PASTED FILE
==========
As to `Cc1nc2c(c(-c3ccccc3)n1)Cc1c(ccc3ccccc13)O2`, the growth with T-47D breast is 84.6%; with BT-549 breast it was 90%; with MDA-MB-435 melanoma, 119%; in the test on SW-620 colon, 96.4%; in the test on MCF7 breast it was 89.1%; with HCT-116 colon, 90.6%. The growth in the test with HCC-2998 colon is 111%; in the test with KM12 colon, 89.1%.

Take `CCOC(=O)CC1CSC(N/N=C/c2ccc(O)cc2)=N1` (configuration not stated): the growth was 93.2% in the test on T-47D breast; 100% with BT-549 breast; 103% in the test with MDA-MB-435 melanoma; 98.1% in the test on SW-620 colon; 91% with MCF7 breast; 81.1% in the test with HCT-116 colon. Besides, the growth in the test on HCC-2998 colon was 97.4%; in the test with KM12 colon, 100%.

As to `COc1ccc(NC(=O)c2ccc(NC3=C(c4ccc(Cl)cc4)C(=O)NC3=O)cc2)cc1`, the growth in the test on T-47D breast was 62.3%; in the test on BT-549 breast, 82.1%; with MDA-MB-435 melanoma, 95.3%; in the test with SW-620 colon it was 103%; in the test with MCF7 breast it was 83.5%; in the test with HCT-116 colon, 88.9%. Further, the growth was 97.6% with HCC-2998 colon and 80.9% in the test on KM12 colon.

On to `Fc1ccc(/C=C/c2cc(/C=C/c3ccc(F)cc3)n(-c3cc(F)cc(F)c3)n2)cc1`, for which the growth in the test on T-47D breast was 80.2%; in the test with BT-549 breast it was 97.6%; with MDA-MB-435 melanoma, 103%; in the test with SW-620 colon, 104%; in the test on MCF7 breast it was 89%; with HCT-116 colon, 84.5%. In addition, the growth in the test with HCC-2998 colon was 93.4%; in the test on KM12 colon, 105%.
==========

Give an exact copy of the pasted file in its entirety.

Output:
As to `Cc1nc2c(c(-c3ccccc3)n1)Cc1c(ccc3ccccc13)O2`, the growth with T-47D breast is 84.6%; with BT-549 breast it was 90%; with MDA-MB-435 melanoma, 119%; in the test on SW-620 colon, 96.4%; in the test on MCF7 breast it was 89.1%; with HCT-116 colon, 90.6%. The growth in the test with HCC-2998 colon is 111%; in the test with KM12 colon, 89.1%.

Take `CCOC(=O)CC1CSC(N/N=C/c2ccc(O)cc2)=N1` (configuration not stated): the growth was 93.2% in the test on T-47D breast; 100% with BT-549 breast; 103% in the test with MDA-MB-435 melanoma; 98.1% in the test on SW-620 colon; 91% with MCF7 breast; 81.1% in the test with HCT-116 colon. Besides, the growth in the test on HCC-2998 colon was 97.4%; in the test with KM12 colon, 100%.

As to `COc1ccc(NC(=O)c2ccc(NC3=C(c4ccc(Cl)cc4)C(=O)NC3=O)cc2)cc1`, the growth in the test on T-47D breast was 62.3%; in the test on BT-549 breast, 82.1%; with MDA-MB-435 melanoma, 95.3%; in the test with SW-620 colon it was 103%; in the test with MCF7 breast it was 83.5%; in the test with HCT-116 colon, 88.9%. Further, the growth was 97.6% with HCC-2998 colon and 80.9% in the test on KM12 colon.

On to `Fc1ccc(/C=C/c2cc(/C=C/c3ccc(F)cc3)n(-c3cc(F)cc(F)c3)n2)cc1`, for which the growth in the test on T-47D breast was 80.2%; in the test with BT-549 breast it was 97.6%; with MDA-MB-435 melanoma, 103%; in the test with SW-620 colon, 104%; in the test on MCF7 breast it was 89%; with HCT-116 colon, 84.5%. In addition, the growth in the test with HCC-2998 colon was 93.4%; in the test on KM12 colon, 105%.